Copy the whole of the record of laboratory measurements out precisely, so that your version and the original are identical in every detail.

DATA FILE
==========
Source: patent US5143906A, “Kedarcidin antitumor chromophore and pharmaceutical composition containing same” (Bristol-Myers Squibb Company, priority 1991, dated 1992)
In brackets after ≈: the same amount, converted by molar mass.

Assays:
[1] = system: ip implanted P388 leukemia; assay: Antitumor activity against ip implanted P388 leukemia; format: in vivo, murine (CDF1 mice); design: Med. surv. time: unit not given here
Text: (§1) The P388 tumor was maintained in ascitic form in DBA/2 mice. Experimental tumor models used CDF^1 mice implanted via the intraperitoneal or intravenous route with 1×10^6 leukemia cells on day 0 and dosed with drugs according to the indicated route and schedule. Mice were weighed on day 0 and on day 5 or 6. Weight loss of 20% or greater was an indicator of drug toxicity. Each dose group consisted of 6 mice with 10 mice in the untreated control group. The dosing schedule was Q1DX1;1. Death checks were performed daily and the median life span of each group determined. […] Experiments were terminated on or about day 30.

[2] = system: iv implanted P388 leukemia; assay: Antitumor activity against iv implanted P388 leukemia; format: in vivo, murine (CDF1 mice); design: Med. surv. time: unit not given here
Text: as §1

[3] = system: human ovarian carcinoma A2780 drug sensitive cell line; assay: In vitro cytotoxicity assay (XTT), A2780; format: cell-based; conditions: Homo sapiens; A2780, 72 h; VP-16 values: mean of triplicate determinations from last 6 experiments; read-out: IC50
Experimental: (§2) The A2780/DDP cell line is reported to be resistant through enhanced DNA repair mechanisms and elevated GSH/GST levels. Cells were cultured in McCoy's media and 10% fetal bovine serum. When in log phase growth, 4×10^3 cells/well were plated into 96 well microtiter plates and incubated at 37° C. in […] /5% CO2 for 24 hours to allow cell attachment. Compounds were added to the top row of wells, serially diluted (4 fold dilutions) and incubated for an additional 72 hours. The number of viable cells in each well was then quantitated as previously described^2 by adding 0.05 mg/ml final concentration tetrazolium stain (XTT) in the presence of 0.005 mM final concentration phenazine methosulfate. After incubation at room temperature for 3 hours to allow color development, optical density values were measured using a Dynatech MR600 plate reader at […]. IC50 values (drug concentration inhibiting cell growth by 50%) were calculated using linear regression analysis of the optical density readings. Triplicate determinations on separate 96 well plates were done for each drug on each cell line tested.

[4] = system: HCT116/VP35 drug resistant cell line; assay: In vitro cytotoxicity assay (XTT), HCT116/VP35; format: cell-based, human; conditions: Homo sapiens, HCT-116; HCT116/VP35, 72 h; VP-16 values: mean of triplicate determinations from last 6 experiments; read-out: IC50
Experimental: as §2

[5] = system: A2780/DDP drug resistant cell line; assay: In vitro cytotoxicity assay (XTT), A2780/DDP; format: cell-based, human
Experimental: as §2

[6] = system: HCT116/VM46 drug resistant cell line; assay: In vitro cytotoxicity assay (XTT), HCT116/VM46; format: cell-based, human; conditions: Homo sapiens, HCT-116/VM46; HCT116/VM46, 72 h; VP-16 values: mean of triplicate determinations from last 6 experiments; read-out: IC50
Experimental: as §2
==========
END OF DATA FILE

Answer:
Source: patent US5143906A, “Kedarcidin antitumor chromophore and pharmaceutical composition containing same” (Bristol-Myers Squibb Company, priority 1991, dated 1992)
In brackets after ≈: the same amount, converted by molar mass.

Assays:
[1] = system: ip implanted P388 leukemia; assay: Antitumor activity against ip implanted P388 leukemia; format: in vivo, murine (CDF1 mice); design: Med. surv. time: unit not given here
Text: (§1) The P388 tumor was maintained in ascitic form in DBA/2 mice. Experimental tumor models used CDF^1 mice implanted via the intraperitoneal or intravenous route with 1×10^6 leukemia cells on day 0 and dosed with drugs according to the indicated route and schedule. Mice were weighed on day 0 and on day 5 or 6. Weight loss of 20% or greater was an indicator of drug toxicity. Each dose group consisted of 6 mice with 10 mice in the untreated control group. The dosing schedule was Q1DX1;1. Death checks were performed daily and the median life span of each group determined. […] Experiments were terminated on or about day 30.

[2] = system: iv implanted P388 leukemia; assay: Antitumor activity against iv implanted P388 leukemia; format: in vivo, murine (CDF1 mice); design: Med. surv. time: unit not given here
Text: as §1

[3] = system: human ovarian carcinoma A2780 drug sensitive cell line; assay: In vitro cytotoxicity assay (XTT), A2780; format: cell-based; conditions: Homo sapiens; A2780, 72 h; VP-16 values: mean of triplicate determinations from last 6 experiments; read-out: IC50
Experimental: (§2) The A2780/DDP cell line is reported to be resistant through enhanced DNA repair mechanisms and elevated GSH/GST levels. Cells were cultured in McCoy's media and 10% fetal bovine serum. When in log phase growth, 4×10^3 cells/well were plated into 96 well microtiter plates and incubated at 37° C. in […] /5% CO2 for 24 hours to allow cell attachment. Compounds were added to the top row of wells, serially diluted (4 fold dilutions) and incubated for an additional 72 hours. The number of viable cells in each well was then quantitated as previously described^2 by adding 0.05 mg/ml final concentration tetrazolium stain (XTT) in the presence of 0.005 mM final concentration phenazine methosulfate. After incubation at room temperature for 3 hours to allow color development, optical density values were measured using a Dynatech MR600 plate reader at […]. IC50 values (drug concentration inhibiting cell growth by 50%) were calculated using linear regression analysis of the optical density readings. Triplicate determinations on separate 96 well plates were done for each drug on each cell line tested.

[4] = system: HCT116/VP35 drug resistant cell line; assay: In vitro cytotoxicity assay (XTT), HCT116/VP35; format: cell-based, human; conditions: Homo sapiens, HCT-116; HCT116/VP35, 72 h; VP-16 values: mean of triplicate determinations from last 6 experiments; read-out: IC50
Experimental: as §2

[5] = system: A2780/DDP drug resistant cell line; assay: In vitro cytotoxicity assay (XTT), A2780/DDP; format: cell-based, human
Experimental: as §2

[6] = system: HCT116/VM46 drug resistant cell line; assay: In vitro cytotoxicity assay (XTT), HCT116/VM46; format: cell-based, human; conditions: Homo sapiens, HCT-116/VM46; HCT116/VM46, 72 h; VP-16 values: mean of triplicate determinations from last 6 experiments; read-out: IC50
Experimental: as §2